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Characteristics of Escitalopram Discontinuation Syndrome: A Preliminary Study

Yasui-Furukori, Norio MD, PhD; Hashimoto, Kojiro MD, PhD; Tsuchimine, Shoko PhD; Tomita, Tetsu MD, PhD; Sugawara, Norio MD, PhD; Ishioka, Masamichi MD, PhD; Nakamura, Kazuhiko MD, PhD

doi: 10.1097/WNF.0000000000000139
Original Articles

Background Antidepressant discontinuation syndrome (ADS) frequently occurs in patients who undergo an abrupt discontinuation of their antidepressant medication.

Methods We evaluated 25 consecutive outpatients with depression who discontinued their use of escitalopram. The presence of ADS was evaluated according to the Antidepressants Discontinuation Syndrome checklist.

Results Antidepressant discontinuation syndrome was observed in 14 of 25 patients. Frequent symptoms were dizziness (44%), muscle tension (44%), chills (44%), confusion or trouble concentrating (40%), amnesia (28%), and crying (28%). The treatment doses and plasma concentrations of escitalopram were significantly higher in patients with ADS than in patients without ADS. No group differences were observed regarding age, sex, or duration of escitalopram treatment before the discontinuation.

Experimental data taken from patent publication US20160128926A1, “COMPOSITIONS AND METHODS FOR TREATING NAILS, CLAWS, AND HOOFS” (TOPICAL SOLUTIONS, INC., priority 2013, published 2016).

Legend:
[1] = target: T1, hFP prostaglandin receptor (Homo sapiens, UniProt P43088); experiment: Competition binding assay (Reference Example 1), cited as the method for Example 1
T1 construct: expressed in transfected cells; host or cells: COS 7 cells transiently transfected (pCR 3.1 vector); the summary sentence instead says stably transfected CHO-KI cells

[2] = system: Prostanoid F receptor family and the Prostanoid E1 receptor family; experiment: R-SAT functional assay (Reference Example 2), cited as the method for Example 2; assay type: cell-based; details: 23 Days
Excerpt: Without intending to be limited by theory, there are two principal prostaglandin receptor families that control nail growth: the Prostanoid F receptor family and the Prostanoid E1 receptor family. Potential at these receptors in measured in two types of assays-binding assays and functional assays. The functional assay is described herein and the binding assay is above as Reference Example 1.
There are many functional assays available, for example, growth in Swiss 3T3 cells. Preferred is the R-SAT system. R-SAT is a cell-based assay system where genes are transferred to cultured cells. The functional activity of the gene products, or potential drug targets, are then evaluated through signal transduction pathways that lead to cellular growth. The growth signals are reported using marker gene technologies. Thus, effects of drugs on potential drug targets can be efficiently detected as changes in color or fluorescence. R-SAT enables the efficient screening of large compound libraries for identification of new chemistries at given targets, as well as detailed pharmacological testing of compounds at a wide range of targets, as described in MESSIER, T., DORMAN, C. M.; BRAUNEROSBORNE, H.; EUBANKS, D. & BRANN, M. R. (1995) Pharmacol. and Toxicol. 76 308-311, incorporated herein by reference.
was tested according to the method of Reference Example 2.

Conclusions These findings suggest that a higher dose and lower clearance of escitalopram lead to a higher risk of ADS. Very slow tapering is recommended for all patients.

Department of Neuropsychiatry, Graduate School of Medicine, Hirosaki University, Hirosaki, Japan.

Address correspondence and reprint requests to Norio Yasui-Furukori, MD, PhD, Department of Neuropsychiatry, Graduate School of Medicine, Hirosaki University, Hirosaki, 036-8562, Japan; E-mail:

Conflicts of Interest and Source of Funding: Funded by a Grant-in-Aid for Scientific Research (KAKENHI) from the Japan Society for the Promotion of Research (JSPS, 15 K19239, 15 K19710, and 15H04754) and a grant from the Hirosaki Research Institute for Neurosciences.

Norio Yasui-Furukori has received grant/research support or honoraria from and has worked with Asteras, Dainippon, Eli Lilly, GSK, Janssen-Pharma, Meiji. Mochida, MSD, Otsuka, Pfizer, Takada, and Yoshitomi. The other authors declare that they have no competing interests. The funders had no role in the study design, data collection or analysis, decision to publish, or preparation of the manuscript.

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